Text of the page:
We handle a wide variety of contract disputes; foreclosures, home remodels, business purchases, private loans and even settlement agreements where the terms are violated. The starting point is always the contract itself: was it signed by a person or an entity? Was it guaranteed by anyone else? Is there insurance available to satisfy the breach? Are any notices required to be given before, or as part of the demand? Does the other party have an opportunity to cure the breach (solve the problem) before a demand can be made? Bring us your contract to review and interpret so you can move forward toward resolution.
Not every dispute ends up in front of a judge. Most disputes, even those that lead to the filing of a lawsuit, are resolved without a court ruling on the dispute. Many people have heard the terms “arbitration” and “mediation” but are unclear about the differences.
"Arbitration" is the process of the parties presenting their evidence to an arbitrator who then makes a written decision. The setting is usually a conference room and the tone is less formal than a courtroom. Some arbitrators are retired judges, but many are attorneys with experience in the area of law at issue. Whether the dispute ends with the written decision of the arbitrator or continues with an appeal or trial de novo depends on the jurisdiction.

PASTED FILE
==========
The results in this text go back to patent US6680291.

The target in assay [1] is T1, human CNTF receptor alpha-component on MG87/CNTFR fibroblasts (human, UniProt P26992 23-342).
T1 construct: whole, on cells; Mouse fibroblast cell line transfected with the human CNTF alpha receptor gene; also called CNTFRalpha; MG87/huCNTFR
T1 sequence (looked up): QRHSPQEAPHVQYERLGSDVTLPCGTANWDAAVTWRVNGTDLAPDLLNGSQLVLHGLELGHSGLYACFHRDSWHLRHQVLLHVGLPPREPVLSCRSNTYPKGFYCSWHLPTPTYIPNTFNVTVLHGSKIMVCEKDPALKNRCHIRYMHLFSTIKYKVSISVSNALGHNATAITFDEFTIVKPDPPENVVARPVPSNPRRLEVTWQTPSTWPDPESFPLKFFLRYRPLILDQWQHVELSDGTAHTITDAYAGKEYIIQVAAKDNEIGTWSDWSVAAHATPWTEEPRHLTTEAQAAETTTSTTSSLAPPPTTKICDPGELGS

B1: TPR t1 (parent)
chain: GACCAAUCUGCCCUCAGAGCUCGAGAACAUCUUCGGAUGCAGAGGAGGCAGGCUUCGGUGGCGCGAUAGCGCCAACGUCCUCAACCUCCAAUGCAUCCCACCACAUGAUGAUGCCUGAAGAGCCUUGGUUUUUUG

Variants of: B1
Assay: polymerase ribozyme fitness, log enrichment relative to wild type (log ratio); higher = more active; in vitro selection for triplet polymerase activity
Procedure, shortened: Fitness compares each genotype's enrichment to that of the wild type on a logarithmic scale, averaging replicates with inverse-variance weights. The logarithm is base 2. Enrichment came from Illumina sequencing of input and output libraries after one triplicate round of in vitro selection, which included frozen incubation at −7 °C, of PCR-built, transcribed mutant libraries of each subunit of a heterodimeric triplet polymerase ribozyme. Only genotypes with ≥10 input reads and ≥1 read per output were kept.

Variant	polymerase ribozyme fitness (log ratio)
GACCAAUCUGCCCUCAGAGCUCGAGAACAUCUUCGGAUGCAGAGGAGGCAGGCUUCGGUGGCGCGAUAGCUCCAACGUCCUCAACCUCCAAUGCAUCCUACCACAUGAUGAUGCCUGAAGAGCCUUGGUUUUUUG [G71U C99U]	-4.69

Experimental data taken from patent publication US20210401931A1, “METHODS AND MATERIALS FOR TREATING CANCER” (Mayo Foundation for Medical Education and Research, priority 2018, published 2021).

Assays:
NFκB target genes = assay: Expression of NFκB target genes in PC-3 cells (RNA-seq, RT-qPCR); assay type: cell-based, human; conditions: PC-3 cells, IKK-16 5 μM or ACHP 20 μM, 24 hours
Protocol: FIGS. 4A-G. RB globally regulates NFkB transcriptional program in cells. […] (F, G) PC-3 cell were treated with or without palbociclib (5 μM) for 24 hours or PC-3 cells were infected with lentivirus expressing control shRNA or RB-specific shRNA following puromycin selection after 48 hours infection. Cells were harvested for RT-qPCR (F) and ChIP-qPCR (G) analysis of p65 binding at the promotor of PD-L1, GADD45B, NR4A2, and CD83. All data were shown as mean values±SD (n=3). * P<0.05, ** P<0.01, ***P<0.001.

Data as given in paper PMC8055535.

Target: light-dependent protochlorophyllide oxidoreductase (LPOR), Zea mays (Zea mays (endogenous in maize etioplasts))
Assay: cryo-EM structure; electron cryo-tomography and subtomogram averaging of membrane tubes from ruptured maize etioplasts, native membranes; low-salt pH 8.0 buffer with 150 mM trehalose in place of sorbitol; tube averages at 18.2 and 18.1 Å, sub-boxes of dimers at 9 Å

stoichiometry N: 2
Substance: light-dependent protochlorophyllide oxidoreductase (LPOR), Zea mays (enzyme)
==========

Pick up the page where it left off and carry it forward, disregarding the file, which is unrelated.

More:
"Mediation" is a process of negotiation and, if successful, settlement; it is not a written decision or ruling. Some courts require the parties to go through the mediation process with a third party (mediator) assisting them before the court will hold a trial in the dispute. In other instances, it is the parties’ contract that requires mediation before proceeding to court or even arbitration.
The use of both arbitration and mediation have increased over the past decade as the cost of litigation has increased substantially. These other methods of dispute resolution are not only less expensive, but also quicker that going to trial. In large jurisdictions such as King County, the trial date is anywhere from 12-18 months from the date the lawsuit is filed. Many people cannot wait a year or more for their case to be resolved, so alternative methods of resolution are good options. However, there are some situations where the only practical solution is to obtain a ruling from the court. Let us help you find the right method of resolution for your dispute.